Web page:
Music Reviews
E.R. (Eldridge Rodriguez)

E.R. (Eldridge Rodriguez)

The Conspiracy Against Us

Midriff Records

It’s like this. Especially with the screams and wrenching bone-deep blues on “Tirefire,” Conspiracy is a textbook lesson on how to be a true doomed crooner – E.R. takes his cues from the greats: Johnny Ray, Scott Walker, Nick Cave – where it’s never too dark or too dramatic or too painful. The play of cigarette smoke against a lone white spotlight, the glint of a crumpled shirt collar, stained with wine, a hand pressed to the brow, trying to relieve the pressure… and after songs like “Lexington, KY,” it’s quite clear why the teenagers and housewives of the world flock to ball-less eunuchs like Michael Buble as their man of choice instead of stuff like this – they want the WELLBUTRIN, not the pain. And when you’ve got a guy who will hold a kitten and wear a sweater knitted by his grandma and eat a delicious cake all WHILE singing inoffensive crap, well, you’ve certainly found a way to while away those car rides back and forth to soccer practice, haven’t you?

Eldridge Rodriguez, more well-known as singer/guitarist in the Beatings, but here just the shadowy E.R., moves away from his day job of harsh noise and here fronts a sort of East Coast Divine Horsemen, ably assisted by members of the Spanish Armada. For Conspiracy, Rodriquez uses a dark palette of cabaret noir, an underpinning of the blues, twilit country torch, and a sense of strung-out Velvetsy hopelessness – all blessed by Saint Nick (no, not that one). Smoky verses give way to great massed, singalong, desperate choruses, signing carelessly as the whole world goes to hell.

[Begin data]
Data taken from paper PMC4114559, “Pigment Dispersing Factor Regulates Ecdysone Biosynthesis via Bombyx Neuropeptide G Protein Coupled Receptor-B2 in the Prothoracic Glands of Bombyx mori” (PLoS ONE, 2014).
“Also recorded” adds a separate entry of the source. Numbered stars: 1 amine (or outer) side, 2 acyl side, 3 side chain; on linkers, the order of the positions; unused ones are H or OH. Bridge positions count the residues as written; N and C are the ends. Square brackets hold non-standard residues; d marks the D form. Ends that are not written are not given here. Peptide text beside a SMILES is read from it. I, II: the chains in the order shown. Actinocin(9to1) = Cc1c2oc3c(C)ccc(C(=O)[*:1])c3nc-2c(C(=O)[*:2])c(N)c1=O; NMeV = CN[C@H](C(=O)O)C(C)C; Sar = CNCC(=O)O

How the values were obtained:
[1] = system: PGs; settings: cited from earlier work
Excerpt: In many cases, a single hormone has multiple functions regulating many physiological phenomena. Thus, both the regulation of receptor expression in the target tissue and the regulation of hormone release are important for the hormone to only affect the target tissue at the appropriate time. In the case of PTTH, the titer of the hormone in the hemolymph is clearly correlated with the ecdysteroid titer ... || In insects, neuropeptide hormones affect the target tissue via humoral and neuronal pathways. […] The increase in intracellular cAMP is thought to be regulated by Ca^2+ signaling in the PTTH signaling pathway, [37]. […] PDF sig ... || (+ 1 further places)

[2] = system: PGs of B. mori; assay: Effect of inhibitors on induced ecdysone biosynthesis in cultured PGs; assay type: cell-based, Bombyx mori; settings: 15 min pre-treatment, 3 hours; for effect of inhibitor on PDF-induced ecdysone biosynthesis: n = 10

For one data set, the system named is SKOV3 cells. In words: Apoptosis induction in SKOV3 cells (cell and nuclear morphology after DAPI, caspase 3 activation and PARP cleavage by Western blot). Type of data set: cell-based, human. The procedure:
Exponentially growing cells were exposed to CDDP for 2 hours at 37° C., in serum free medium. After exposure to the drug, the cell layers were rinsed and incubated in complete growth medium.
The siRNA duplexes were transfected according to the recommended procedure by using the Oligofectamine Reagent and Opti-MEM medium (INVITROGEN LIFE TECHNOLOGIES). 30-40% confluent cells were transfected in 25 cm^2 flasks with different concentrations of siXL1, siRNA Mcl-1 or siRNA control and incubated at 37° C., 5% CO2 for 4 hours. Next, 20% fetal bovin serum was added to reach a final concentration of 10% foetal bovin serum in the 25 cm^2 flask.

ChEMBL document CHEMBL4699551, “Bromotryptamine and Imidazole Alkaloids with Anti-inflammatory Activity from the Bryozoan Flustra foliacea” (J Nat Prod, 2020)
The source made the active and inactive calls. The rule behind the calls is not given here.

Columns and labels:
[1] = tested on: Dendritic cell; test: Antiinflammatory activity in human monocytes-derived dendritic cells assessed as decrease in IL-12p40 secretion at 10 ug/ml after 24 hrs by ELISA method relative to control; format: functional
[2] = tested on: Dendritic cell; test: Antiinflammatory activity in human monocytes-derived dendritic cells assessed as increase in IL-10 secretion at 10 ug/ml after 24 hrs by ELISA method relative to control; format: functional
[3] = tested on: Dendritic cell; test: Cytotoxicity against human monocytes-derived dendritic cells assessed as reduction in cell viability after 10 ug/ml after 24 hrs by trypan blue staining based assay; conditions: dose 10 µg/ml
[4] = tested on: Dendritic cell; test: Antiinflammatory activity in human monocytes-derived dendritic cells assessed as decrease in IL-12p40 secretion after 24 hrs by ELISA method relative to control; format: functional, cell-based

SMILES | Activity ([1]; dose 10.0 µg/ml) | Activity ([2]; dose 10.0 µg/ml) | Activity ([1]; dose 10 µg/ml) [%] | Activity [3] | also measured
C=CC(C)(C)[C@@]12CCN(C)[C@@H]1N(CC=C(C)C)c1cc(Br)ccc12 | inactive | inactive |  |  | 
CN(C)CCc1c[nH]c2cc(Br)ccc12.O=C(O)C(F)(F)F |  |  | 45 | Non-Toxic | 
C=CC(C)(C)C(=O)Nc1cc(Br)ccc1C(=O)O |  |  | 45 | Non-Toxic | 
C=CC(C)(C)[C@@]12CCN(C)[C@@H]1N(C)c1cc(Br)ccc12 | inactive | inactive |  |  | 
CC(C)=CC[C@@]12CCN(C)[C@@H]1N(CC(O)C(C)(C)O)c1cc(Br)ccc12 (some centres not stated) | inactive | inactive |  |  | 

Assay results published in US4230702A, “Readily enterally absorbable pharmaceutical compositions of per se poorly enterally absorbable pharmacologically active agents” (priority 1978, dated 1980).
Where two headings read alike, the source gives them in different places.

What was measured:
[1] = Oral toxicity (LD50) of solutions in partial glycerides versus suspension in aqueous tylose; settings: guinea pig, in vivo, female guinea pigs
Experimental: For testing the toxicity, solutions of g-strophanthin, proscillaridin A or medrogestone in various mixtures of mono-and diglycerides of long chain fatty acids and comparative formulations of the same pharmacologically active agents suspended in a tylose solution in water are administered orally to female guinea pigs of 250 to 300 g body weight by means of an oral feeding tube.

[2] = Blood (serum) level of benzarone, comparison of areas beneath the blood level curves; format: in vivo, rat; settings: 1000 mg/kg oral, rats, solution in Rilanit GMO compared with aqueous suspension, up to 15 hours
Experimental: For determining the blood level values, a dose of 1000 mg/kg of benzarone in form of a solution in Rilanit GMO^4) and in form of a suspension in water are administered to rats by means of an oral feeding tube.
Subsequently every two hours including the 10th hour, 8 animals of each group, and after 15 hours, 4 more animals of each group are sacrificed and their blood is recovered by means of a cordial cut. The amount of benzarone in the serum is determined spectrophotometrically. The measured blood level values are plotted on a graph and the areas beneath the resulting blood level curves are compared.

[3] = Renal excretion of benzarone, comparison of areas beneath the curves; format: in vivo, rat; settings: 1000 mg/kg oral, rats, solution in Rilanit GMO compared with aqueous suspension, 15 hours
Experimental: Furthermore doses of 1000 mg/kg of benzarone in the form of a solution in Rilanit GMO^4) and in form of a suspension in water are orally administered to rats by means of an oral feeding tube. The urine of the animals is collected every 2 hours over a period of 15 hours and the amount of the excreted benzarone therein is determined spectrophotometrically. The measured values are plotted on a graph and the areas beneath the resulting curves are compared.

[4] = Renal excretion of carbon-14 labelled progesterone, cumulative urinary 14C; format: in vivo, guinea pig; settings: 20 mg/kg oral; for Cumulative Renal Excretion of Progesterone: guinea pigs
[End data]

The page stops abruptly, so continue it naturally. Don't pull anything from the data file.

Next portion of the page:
The recording is deceptively low-fi, which actually ends up giving Conspiracy a bigger, more mysterious, and intimate sound, as the ear engages directly with the sounds flowing out of the speakers. And nothing could muffle THAT VOICE, a voice way too deep and way too old and way more pained than it should be for someone so young. A young acolyte of Mark Lanegan, Chris D, and Mike Johnson, keeping the torch flickering, he delivers lyrics brimming full of “just the two of us against everyone”, and no one does that doomed Bonnie and Clyde fuck-yeahness anymore. Just a note to say that I appreciate it.

The opener “You and Me” is pure magic hour, Bad Seeds alley/junkie torch – god, no one writes songs like this anymore, total Bukowski, two down on their luck doomed lovers/users – a story song with E.R. begging his hopeless lover to leave this luckless town with him. It’ll never fucking work. And that’s why it’s so fucking romantic. Well, that and the shuffling percussion, warm blanket of organs and Rodriguez’s sepulchral voice and woozy romance. “Stillborn in New Jersey” finds Rodriguez edging toward total breakdown over a taut, Velvets-gone-country twang. Hypnotic fiddle guides along a desperate waltz and Rodriguez’s vocal histrionics, collapsing into ragged breaths echoing in his chest and throat. CONVICTION. It’s so awesomely jarring when a mock cheerleader chant by girl backup singers of “Action! Action! We Want Action!” punctures the whining of a ghostly organ, and as it builds, Rodriguez bursts in with a harrowing cry of “The quick fix! Sold! To the women who are feeling too old….” Howls of ambient feedback accompany distant rumbles of percussion on the beautifully sung piano lament of “Tirefire.” FUCK! “Track 14” reminds me of Eno’s “St. Elmo’s Fire” recast as a suicide note. “And your makeup’s caked on and your legs look strong from all the fucking with them behind your head/ How can you look at me like that, when I know all the guys you were with” is pure Lou Reed venom, accompanied by a swooning, chamber-music backdrop and a final sarcastic coda of Sha-la-la-las. “Everyone’s got a plan and everyone’s plan sucks” lifts “Lexington KY” into the sublime, with venomous lyrics accompanied by a heavily treated piano. Something for everyone, surely.

Midriff Records:

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